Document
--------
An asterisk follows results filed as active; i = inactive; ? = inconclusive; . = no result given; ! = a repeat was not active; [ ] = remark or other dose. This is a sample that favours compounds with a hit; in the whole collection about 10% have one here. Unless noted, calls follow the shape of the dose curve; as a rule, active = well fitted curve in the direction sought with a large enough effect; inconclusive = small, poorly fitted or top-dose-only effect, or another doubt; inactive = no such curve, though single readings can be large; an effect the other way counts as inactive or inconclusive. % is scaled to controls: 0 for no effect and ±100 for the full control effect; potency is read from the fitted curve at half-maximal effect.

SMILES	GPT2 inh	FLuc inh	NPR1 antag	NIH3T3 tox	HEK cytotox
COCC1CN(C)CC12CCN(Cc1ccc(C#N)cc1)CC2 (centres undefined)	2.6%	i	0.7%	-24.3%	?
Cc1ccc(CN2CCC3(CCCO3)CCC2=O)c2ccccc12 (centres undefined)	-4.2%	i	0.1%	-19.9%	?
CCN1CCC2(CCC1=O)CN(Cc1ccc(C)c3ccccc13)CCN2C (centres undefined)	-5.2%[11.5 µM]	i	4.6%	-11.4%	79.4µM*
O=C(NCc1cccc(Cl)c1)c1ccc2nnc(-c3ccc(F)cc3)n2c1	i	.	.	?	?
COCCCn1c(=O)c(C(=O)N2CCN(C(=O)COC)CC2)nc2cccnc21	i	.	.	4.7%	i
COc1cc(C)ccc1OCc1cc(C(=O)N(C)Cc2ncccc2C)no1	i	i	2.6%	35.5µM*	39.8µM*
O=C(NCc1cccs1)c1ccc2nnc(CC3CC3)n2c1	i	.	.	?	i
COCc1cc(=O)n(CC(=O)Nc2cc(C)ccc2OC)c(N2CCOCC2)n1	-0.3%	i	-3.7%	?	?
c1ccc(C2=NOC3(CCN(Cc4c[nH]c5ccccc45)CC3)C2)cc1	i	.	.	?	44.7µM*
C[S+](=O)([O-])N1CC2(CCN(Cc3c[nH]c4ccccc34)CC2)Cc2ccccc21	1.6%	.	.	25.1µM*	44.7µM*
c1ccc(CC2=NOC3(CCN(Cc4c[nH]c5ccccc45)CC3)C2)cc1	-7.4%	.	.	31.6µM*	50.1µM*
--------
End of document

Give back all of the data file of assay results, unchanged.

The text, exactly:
An asterisk follows results filed as active; i = inactive; ? = inconclusive; . = no result given; ! = a repeat was not active; [ ] = remark or other dose. This is a sample that favours compounds with a hit; in the whole collection about 10% have one here. Unless noted, calls follow the shape of the dose curve; as a rule, active = well fitted curve in the direction sought with a large enough effect; inconclusive = small, poorly fitted or top-dose-only effect, or another doubt; inactive = no such curve, though single readings can be large; an effect the other way counts as inactive or inconclusive. % is scaled to controls: 0 for no effect and ±100 for the full control effect; potency is read from the fitted curve at half-maximal effect.

SMILES	GPT2 inh	FLuc inh	NPR1 antag	NIH3T3 tox	HEK cytotox
COCC1CN(C)CC12CCN(Cc1ccc(C#N)cc1)CC2 (centres undefined)	2.6%	i	0.7%	-24.3%	?
Cc1ccc(CN2CCC3(CCCO3)CCC2=O)c2ccccc12 (centres undefined)	-4.2%	i	0.1%	-19.9%	?
CCN1CCC2(CCC1=O)CN(Cc1ccc(C)c3ccccc13)CCN2C (centres undefined)	-5.2%[11.5 µM]	i	4.6%	-11.4%	79.4µM*
O=C(NCc1cccc(Cl)c1)c1ccc2nnc(-c3ccc(F)cc3)n2c1	i	.	.	?	?
COCCCn1c(=O)c(C(=O)N2CCN(C(=O)COC)CC2)nc2cccnc21	i	.	.	4.7%	i
COc1cc(C)ccc1OCc1cc(C(=O)N(C)Cc2ncccc2C)no1	i	i	2.6%	35.5µM*	39.8µM*
O=C(NCc1cccs1)c1ccc2nnc(CC3CC3)n2c1	i	.	.	?	i
COCc1cc(=O)n(CC(=O)Nc2cc(C)ccc2OC)c(N2CCOCC2)n1	-0.3%	i	-3.7%	?	?
c1ccc(C2=NOC3(CCN(Cc4c[nH]c5ccccc45)CC3)C2)cc1	i	.	.	?	44.7µM*
C[S+](=O)([O-])N1CC2(CCN(Cc3c[nH]c4ccccc34)CC2)Cc2ccccc21	1.6%	.	.	25.1µM*	44.7µM*
c1ccc(CC2=NOC3(CCN(Cc4c[nH]c5ccccc45)CC3)C2)cc1	-7.4%	.	.	31.6µM*	50.1µM*